cominer

Fantastic Small Press Novel Wins Pulitzer

In Uncategorized on April 12, 2010 at 8:30 pm

Tinkers‘ by Paul Harding may not have been on anyone’s list to win the Pulitzer Prize for Fiction, which was announced this afternoon.

First off, it came out in January of last year. Second, it was published as a trade paperback. Third it was brought by Bellevue Literary Press and the last time a small press published a Pulitzer-winner was 1981 when the prize went to A Confederacy of Dunces published by Louisiana State University Press.

But here’s the thing about the book… it’s wonderful. It really is.

“George Washington Crosby began to hallucinate eight days before he died,” Harding starts the book, a poignant, beautiful  book that, at its face, is about a man facing death who confronts that time by focusing on his father, an epileptic peddler who died decades before.

But it’s really so much more — a story about where we go when there’s nowhere left to go — crafted beautifully, built word by word, sentence by sentence, cascading over you, a waterfall of scenes, characters and emotions.

“Nearly seventy years before George died, his father, Howard Aaron Crosby, drove a wagon for his living. It was a wooden wagon. It was a chest of drawers mounted on two axles and wooden spoked wheels. There were dozens of drawers, each fitted with a recessed brass ring, pulled open with a hooked forefinger, that contained brushes and wood oil, tooth powder and nylon stockings, shaving soap and straight-edge razors.”

It just keeps building, moving, you don’t want to put it down and find yourself re-reading sentences, paragraphs because they are just a pleasure.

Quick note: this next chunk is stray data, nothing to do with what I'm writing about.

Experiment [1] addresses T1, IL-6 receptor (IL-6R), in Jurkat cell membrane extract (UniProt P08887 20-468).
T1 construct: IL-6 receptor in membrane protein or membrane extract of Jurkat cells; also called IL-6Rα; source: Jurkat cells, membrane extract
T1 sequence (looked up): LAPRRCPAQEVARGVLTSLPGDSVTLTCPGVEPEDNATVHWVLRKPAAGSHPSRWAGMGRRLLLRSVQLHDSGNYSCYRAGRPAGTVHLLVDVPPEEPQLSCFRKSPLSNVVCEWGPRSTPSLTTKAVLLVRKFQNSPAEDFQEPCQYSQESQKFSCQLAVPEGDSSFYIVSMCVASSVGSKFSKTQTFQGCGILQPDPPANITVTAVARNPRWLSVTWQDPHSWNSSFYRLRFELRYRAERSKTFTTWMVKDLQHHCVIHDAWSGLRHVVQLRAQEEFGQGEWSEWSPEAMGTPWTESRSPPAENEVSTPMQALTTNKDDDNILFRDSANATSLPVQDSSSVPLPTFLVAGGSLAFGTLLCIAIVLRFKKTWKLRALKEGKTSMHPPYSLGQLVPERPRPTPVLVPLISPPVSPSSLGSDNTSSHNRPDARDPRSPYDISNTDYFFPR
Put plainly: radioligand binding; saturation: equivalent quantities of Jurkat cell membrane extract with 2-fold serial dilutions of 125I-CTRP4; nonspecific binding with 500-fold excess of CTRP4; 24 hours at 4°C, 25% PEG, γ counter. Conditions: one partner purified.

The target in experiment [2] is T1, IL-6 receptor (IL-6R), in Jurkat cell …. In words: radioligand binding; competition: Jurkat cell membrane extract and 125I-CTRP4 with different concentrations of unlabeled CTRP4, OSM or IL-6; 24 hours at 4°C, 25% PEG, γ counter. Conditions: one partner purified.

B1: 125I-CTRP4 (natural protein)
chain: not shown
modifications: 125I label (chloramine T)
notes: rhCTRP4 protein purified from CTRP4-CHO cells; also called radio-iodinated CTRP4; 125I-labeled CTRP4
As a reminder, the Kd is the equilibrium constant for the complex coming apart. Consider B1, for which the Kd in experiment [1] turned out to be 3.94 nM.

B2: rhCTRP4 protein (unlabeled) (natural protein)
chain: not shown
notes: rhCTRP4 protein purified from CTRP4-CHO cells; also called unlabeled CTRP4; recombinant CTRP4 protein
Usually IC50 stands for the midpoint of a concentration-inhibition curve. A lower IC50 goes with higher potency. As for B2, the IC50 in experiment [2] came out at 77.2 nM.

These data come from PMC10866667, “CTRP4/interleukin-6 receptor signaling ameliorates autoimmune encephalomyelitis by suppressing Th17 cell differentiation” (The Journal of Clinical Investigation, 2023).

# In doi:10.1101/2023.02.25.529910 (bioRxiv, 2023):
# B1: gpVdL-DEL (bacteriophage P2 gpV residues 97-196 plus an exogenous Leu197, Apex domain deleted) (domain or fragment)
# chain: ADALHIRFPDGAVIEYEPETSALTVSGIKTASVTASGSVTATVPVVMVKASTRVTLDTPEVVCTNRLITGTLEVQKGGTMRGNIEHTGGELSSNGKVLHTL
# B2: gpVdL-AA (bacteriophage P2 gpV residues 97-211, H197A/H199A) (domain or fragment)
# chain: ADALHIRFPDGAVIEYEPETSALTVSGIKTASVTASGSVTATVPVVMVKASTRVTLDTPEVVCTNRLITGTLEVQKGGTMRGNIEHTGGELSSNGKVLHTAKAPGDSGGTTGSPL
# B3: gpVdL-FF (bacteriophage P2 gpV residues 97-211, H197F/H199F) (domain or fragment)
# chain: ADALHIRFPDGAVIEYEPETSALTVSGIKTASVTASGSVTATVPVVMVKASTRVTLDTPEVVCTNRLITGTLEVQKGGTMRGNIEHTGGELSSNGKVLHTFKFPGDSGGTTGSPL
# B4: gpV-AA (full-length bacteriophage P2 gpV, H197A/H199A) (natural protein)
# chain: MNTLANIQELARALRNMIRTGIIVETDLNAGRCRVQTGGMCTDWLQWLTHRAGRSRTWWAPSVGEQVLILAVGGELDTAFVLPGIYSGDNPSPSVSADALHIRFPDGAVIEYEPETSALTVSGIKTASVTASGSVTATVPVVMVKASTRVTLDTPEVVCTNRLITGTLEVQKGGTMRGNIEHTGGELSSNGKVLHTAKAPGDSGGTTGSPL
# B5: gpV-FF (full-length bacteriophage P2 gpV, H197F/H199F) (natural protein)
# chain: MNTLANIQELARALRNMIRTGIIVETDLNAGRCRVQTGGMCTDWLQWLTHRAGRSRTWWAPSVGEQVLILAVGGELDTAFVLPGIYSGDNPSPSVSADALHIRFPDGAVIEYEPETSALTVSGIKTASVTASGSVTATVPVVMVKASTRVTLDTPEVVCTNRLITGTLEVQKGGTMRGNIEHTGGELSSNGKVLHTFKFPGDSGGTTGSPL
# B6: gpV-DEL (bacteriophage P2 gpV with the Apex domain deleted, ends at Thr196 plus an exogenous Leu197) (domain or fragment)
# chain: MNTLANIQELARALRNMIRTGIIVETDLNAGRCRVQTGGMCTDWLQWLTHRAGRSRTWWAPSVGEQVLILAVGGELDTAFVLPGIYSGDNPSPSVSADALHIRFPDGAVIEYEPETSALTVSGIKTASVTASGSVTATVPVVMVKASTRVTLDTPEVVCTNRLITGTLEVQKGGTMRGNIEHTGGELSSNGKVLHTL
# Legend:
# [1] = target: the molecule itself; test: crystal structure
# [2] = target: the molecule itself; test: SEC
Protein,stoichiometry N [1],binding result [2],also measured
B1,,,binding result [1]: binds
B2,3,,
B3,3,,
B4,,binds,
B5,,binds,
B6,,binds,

But don’t take my word for it.

While The New York Times never got around to reviewing, the LA Times, called it “astonishing” and The New Yorker refers to Harding’s “skillful evocation” of another time.

You can’t really blame the NY Times. As Carole Goldberg wrote in the Hartford Courant:

“A book by an unknown author, from a new and nearly unknown press, lands on a reviewer’s desk. What are the chances it will command her attention? Or turn out to be a beautifully written meditation on life, death, the passage of time and man’s eternal attempt to harness it?”

Needless to say, Goldberg did pick it up, saying it “defies expectations and proves to be one of 2009’s most intriguing debuts.”

Maybe what’s really great about Harding win the Pulitzer is the affirmation it gives to the small press. Bellevue is a tiny press, around only since 2005, that’s affiliated with the famed hospital. of all things.

People all over are writing great fiction, people want to publish it and, clearly, people want to read it.

Thanks to the University of Iowa, you can hear Harding read from the novel here.

Listen. And then go buy it.

Congratulations to Harding and Bellevue.

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